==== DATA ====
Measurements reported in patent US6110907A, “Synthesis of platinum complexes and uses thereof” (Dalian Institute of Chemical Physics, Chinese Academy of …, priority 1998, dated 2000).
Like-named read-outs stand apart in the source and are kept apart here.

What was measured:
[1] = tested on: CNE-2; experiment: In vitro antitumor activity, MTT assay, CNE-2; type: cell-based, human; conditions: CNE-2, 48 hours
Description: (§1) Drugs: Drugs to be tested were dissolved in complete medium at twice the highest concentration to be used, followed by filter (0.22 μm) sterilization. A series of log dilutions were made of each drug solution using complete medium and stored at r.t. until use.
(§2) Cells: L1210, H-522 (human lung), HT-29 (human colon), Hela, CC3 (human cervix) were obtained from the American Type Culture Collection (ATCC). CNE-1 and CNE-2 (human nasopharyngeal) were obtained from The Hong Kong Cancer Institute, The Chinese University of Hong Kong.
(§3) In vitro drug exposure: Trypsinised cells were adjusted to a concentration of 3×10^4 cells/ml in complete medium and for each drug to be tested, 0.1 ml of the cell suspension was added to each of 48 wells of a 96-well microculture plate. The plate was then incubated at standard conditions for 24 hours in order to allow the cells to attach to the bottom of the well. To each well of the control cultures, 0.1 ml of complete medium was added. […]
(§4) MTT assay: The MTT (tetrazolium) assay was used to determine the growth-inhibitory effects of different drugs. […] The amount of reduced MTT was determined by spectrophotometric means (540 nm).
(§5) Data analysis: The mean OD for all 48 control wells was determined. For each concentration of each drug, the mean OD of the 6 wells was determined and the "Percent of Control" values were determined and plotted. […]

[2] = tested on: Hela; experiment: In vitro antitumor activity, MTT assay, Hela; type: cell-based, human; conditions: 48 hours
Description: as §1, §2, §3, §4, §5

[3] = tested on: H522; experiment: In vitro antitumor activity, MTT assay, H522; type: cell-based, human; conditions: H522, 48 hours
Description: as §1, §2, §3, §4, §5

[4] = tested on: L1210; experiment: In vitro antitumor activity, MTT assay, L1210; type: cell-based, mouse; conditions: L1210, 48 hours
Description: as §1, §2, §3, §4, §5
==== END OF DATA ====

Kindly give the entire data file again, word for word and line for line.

Measurements reported in patent US6110907A, “Synthesis of platinum complexes and uses thereof” (Dalian Institute of Chemical Physics, Chinese Academy of …, priority 1998, dated 2000).
Like-named read-outs stand apart in the source and are kept apart here.

What was measured:
[1] = tested on: CNE-2; experiment: In vitro antitumor activity, MTT assay, CNE-2; type: cell-based, human; conditions: CNE-2, 48 hours
Description: (§1) Drugs: Drugs to be tested were dissolved in complete medium at twice the highest concentration to be used, followed by filter (0.22 μm) sterilization. A series of log dilutions were made of each drug solution using complete medium and stored at r.t. until use.
(§2) Cells: L1210, H-522 (human lung), HT-29 (human colon), Hela, CC3 (human cervix) were obtained from the American Type Culture Collection (ATCC). CNE-1 and CNE-2 (human nasopharyngeal) were obtained from The Hong Kong Cancer Institute, The Chinese University of Hong Kong.
(§3) In vitro drug exposure: Trypsinised cells were adjusted to a concentration of 3×10^4 cells/ml in complete medium and for each drug to be tested, 0.1 ml of the cell suspension was added to each of 48 wells of a 96-well microculture plate. The plate was then incubated at standard conditions for 24 hours in order to allow the cells to attach to the bottom of the well. To each well of the control cultures, 0.1 ml of complete medium was added. […]
(§4) MTT assay: The MTT (tetrazolium) assay was used to determine the growth-inhibitory effects of different drugs. […] The amount of reduced MTT was determined by spectrophotometric means (540 nm).
(§5) Data analysis: The mean OD for all 48 control wells was determined. For each concentration of each drug, the mean OD of the 6 wells was determined and the "Percent of Control" values were determined and plotted. […]

[2] = tested on: Hela; experiment: In vitro antitumor activity, MTT assay, Hela; type: cell-based, human; conditions: 48 hours
Description: as §1, §2, §3, §4, §5

[3] = tested on: H522; experiment: In vitro antitumor activity, MTT assay, H522; type: cell-based, human; conditions: H522, 48 hours
Description: as §1, §2, §3, §4, §5

[4] = tested on: L1210; experiment: In vitro antitumor activity, MTT assay, L1210; type: cell-based, mouse; conditions: L1210, 48 hours
Description: as §1, §2, §3, §4, §5